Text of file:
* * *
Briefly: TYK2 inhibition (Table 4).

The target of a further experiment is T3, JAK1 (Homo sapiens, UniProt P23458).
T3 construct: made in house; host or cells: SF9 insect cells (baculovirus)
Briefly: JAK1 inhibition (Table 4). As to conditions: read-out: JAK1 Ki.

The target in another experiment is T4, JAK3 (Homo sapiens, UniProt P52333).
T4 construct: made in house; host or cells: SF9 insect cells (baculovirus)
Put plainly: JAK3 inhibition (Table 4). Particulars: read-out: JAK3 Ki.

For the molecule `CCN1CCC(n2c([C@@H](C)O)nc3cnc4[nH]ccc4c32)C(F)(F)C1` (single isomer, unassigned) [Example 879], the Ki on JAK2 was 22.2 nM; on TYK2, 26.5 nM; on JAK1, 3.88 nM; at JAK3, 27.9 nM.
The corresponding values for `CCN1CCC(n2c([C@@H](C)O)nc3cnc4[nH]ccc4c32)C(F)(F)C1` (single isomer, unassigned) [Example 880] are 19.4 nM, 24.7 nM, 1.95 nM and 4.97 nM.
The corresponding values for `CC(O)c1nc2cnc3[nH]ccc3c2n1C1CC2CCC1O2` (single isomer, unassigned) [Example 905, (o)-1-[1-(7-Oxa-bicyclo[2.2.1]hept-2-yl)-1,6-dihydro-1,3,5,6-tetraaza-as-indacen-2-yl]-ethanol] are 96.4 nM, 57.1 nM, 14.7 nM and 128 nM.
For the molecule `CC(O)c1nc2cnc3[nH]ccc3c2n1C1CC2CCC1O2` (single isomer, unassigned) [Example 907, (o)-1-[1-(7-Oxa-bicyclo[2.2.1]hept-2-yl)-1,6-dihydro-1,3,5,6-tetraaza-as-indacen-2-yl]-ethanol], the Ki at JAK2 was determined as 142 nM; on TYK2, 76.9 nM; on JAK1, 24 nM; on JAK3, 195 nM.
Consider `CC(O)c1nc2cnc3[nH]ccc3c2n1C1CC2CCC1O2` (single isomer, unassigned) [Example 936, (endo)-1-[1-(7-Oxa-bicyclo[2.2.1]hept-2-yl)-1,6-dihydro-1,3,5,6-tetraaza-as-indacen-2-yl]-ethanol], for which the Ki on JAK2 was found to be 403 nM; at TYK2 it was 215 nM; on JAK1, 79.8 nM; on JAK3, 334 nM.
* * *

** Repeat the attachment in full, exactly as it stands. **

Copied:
Briefly: TYK2 inhibition (Table 4).

The target of a further experiment is T3, JAK1 (Homo sapiens, UniProt P23458).
T3 construct: made in house; host or cells: SF9 insect cells (baculovirus)
Briefly: JAK1 inhibition (Table 4). As to conditions: read-out: JAK1 Ki.

The target in another experiment is T4, JAK3 (Homo sapiens, UniProt P52333).
T4 construct: made in house; host or cells: SF9 insect cells (baculovirus)
Put plainly: JAK3 inhibition (Table 4). Particulars: read-out: JAK3 Ki.

For the molecule `CCN1CCC(n2c([C@@H](C)O)nc3cnc4[nH]ccc4c32)C(F)(F)C1` (single isomer, unassigned) [Example 879], the Ki on JAK2 was 22.2 nM; on TYK2, 26.5 nM; on JAK1, 3.88 nM; at JAK3, 27.9 nM.
The corresponding values for `CCN1CCC(n2c([C@@H](C)O)nc3cnc4[nH]ccc4c32)C(F)(F)C1` (single isomer, unassigned) [Example 880] are 19.4 nM, 24.7 nM, 1.95 nM and 4.97 nM.
The corresponding values for `CC(O)c1nc2cnc3[nH]ccc3c2n1C1CC2CCC1O2` (single isomer, unassigned) [Example 905, (o)-1-[1-(7-Oxa-bicyclo[2.2.1]hept-2-yl)-1,6-dihydro-1,3,5,6-tetraaza-as-indacen-2-yl]-ethanol] are 96.4 nM, 57.1 nM, 14.7 nM and 128 nM.
For the molecule `CC(O)c1nc2cnc3[nH]ccc3c2n1C1CC2CCC1O2` (single isomer, unassigned) [Example 907, (o)-1-[1-(7-Oxa-bicyclo[2.2.1]hept-2-yl)-1,6-dihydro-1,3,5,6-tetraaza-as-indacen-2-yl]-ethanol], the Ki at JAK2 was determined as 142 nM; on TYK2, 76.9 nM; on JAK1, 24 nM; on JAK3, 195 nM.
Consider `CC(O)c1nc2cnc3[nH]ccc3c2n1C1CC2CCC1O2` (single isomer, unassigned) [Example 936, (endo)-1-[1-(7-Oxa-bicyclo[2.2.1]hept-2-yl)-1,6-dihydro-1,3,5,6-tetraaza-as-indacen-2-yl]-ethanol], for which the Ki on JAK2 was found to be 403 nM; at TYK2 it was 215 nM; on JAK1, 79.8 nM; on JAK3, 334 nM.